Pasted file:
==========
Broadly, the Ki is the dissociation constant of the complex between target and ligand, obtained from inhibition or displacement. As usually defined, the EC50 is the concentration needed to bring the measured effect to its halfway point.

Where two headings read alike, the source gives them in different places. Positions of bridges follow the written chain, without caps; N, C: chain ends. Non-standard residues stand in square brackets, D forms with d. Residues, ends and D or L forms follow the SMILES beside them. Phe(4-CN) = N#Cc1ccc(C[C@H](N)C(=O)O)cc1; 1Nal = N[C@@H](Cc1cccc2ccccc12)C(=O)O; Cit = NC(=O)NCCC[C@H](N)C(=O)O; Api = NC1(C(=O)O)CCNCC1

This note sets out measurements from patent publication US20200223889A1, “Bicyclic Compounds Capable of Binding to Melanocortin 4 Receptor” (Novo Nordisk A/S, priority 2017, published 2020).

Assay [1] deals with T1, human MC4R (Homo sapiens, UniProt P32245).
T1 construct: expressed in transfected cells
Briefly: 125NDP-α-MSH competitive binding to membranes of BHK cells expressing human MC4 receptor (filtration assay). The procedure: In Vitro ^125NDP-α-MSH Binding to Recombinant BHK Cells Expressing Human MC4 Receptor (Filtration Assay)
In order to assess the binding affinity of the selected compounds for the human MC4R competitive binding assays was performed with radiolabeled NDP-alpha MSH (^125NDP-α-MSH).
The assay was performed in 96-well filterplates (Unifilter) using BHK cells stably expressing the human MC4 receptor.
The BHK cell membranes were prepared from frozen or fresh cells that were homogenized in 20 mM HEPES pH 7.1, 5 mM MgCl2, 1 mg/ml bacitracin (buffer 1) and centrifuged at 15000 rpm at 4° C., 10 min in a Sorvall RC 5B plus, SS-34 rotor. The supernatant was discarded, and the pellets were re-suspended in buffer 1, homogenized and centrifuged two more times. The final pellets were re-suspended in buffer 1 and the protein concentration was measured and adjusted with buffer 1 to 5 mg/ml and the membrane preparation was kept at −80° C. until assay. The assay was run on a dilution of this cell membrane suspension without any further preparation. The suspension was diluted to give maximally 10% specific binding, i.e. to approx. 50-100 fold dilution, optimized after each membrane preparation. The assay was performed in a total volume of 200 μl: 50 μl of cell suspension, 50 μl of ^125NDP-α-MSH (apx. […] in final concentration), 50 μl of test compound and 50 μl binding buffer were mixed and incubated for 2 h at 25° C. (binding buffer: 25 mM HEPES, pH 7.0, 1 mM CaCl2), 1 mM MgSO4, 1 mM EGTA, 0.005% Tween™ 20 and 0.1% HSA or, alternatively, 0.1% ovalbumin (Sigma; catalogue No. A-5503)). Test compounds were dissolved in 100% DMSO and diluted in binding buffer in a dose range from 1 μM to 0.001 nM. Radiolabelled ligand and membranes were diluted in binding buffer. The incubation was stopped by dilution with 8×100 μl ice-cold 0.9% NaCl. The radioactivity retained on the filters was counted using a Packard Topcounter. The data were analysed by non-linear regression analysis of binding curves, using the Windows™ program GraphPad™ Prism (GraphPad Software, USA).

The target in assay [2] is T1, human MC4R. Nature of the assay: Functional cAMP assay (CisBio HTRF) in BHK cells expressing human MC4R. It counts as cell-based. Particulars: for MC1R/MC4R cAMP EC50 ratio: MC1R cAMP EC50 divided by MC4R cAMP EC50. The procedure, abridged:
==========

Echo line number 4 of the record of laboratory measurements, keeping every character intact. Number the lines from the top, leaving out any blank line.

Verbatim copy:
Assay [1] deals with T1, human MC4R (Homo sapiens, UniProt P32245).